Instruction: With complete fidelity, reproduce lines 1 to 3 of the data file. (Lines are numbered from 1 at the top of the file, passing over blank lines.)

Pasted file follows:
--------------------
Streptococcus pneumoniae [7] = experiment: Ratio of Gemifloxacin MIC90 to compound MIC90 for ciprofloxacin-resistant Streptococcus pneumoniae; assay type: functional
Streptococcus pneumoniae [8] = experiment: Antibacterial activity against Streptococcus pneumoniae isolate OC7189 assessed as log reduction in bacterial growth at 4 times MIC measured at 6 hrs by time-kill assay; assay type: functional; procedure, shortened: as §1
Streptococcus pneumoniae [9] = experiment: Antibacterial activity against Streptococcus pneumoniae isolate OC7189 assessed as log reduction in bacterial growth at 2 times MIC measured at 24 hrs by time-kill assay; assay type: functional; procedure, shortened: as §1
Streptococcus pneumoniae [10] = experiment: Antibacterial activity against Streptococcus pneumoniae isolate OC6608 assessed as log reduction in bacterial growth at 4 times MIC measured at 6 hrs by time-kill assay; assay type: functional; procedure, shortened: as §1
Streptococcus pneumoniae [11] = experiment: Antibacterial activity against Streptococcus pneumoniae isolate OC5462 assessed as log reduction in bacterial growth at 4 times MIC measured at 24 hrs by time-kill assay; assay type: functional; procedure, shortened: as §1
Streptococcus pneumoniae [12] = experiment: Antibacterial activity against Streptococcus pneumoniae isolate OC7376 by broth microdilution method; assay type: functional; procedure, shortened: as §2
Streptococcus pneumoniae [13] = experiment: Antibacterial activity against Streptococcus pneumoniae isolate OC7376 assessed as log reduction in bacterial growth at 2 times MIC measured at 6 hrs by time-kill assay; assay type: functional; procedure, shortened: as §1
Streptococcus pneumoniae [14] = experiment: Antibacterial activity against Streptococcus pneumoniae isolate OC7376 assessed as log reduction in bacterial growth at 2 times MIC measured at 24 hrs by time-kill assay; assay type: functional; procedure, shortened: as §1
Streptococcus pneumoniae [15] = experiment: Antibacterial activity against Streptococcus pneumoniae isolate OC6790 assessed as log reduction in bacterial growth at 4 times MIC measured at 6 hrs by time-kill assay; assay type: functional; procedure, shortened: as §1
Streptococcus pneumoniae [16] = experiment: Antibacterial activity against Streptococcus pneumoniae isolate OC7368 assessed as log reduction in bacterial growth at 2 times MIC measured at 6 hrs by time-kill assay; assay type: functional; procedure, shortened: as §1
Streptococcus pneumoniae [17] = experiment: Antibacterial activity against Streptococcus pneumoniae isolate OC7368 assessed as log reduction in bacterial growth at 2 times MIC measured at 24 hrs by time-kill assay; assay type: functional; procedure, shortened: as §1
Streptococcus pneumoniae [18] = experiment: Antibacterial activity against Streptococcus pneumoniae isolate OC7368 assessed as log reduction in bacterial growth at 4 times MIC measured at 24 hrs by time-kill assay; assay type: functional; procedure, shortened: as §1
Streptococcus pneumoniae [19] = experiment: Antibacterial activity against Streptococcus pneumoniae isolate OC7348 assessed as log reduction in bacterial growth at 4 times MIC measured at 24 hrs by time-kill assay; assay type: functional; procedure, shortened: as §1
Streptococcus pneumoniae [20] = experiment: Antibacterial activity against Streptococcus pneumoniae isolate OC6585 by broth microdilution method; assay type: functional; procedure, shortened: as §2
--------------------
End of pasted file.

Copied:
Streptococcus pneumoniae [7] = experiment: Ratio of Gemifloxacin MIC90 to compound MIC90 for ciprofloxacin-resistant Streptococcus pneumoniae; assay type: functional
Streptococcus pneumoniae [8] = experiment: Antibacterial activity against Streptococcus pneumoniae isolate OC7189 assessed as log reduction in bacterial growth at 4 times MIC measured at 6 hrs by time-kill assay; assay type: functional; procedure, shortened: as §1
Streptococcus pneumoniae [9] = experiment: Antibacterial activity against Streptococcus pneumoniae isolate OC7189 assessed as log reduction in bacterial growth at 2 times MIC measured at 24 hrs by time-kill assay; assay type: functional; procedure, shortened: as §1